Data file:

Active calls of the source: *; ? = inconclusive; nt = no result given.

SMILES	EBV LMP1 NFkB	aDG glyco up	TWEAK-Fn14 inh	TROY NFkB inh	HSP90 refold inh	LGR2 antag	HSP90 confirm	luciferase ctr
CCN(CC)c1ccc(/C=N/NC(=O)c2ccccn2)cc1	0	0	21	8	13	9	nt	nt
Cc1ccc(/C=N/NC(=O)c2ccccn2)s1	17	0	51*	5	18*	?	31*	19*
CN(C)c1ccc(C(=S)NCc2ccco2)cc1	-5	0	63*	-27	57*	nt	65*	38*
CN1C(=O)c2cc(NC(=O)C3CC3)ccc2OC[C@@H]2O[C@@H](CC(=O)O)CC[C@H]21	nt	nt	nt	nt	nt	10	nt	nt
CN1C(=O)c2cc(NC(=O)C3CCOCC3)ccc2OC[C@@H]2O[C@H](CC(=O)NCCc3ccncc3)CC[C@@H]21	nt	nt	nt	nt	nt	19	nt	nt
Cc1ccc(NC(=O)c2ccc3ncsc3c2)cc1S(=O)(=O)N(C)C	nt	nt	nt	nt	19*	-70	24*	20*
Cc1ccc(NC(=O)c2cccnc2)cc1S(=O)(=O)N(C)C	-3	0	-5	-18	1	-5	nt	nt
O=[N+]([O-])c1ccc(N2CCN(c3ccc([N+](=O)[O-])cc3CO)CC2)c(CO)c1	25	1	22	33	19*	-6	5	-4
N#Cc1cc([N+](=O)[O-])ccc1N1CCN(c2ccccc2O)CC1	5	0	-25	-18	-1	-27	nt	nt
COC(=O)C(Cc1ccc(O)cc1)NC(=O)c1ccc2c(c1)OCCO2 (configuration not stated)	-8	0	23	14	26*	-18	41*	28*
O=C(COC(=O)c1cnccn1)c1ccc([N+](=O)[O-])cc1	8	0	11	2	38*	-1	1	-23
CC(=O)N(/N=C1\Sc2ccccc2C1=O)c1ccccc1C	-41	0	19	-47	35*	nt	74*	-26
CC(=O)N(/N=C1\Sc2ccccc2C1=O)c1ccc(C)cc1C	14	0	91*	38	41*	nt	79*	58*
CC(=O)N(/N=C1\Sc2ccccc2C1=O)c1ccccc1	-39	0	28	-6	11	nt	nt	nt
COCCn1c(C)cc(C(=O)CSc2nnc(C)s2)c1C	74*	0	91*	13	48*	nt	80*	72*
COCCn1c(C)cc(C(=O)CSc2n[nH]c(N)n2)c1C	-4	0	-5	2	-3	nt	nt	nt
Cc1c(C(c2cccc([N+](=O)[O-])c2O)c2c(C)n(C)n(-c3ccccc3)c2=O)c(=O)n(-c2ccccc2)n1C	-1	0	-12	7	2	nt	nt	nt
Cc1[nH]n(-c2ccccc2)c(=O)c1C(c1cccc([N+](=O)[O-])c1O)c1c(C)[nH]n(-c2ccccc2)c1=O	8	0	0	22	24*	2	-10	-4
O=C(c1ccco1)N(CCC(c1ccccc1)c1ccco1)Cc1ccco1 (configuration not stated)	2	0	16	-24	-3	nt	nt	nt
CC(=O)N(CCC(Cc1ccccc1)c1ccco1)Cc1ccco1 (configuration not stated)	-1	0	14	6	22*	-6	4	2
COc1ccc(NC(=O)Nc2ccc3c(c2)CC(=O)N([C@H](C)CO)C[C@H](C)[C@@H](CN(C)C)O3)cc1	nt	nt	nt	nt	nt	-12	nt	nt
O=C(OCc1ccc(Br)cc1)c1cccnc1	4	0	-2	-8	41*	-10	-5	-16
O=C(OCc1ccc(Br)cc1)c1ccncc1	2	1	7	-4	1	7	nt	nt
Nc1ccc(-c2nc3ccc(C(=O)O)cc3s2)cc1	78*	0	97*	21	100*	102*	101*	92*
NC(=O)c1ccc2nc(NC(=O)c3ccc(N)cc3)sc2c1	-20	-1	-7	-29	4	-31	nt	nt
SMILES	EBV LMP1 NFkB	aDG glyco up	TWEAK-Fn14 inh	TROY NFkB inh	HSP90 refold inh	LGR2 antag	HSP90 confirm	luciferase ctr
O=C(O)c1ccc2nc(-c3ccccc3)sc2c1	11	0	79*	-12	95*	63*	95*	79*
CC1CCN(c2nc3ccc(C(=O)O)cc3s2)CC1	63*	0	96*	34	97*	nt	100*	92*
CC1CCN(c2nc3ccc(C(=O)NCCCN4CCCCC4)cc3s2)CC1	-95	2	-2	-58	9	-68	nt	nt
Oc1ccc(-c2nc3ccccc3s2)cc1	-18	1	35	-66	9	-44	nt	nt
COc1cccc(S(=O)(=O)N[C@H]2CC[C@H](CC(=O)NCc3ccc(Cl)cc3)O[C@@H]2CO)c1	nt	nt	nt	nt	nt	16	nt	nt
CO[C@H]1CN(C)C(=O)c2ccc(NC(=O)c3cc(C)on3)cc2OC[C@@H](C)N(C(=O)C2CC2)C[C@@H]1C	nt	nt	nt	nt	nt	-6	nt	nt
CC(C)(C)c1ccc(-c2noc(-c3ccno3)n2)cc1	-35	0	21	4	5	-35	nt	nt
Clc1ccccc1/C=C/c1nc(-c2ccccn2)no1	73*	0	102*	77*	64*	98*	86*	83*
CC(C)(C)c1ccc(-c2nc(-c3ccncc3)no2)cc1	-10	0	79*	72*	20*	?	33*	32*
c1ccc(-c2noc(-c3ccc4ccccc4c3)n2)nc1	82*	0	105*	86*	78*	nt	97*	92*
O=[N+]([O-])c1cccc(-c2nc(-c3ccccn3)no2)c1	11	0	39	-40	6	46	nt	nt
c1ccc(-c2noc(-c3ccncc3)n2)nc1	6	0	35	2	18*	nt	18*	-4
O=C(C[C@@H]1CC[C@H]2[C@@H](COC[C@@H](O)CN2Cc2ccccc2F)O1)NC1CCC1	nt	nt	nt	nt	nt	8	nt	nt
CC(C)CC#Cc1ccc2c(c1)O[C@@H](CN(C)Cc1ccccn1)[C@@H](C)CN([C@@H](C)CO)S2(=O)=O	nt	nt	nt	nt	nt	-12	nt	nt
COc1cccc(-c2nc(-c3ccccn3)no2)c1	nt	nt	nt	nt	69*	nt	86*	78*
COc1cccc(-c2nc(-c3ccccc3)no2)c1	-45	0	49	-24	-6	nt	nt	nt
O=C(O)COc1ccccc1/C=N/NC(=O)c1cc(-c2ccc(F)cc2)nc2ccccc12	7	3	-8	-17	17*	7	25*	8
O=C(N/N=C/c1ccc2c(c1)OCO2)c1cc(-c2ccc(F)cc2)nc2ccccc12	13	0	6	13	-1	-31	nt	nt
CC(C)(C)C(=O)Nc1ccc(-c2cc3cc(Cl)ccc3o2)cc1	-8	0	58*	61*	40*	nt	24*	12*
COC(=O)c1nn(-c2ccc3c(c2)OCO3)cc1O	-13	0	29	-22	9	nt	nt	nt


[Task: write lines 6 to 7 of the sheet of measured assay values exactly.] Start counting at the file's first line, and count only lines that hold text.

CN1C(=O)c2cc(NC(=O)C3CC3)ccc2OC[C@@H]2O[C@@H](CC(=O)O)CC[C@H]21	nt	nt	nt	nt	nt	10	nt	nt
CN1C(=O)c2cc(NC(=O)C3CCOCC3)ccc2OC[C@@H]2O[C@H](CC(=O)NCCc3ccncc3)CC[C@@H]21	nt	nt	nt	nt	nt	19	nt	nt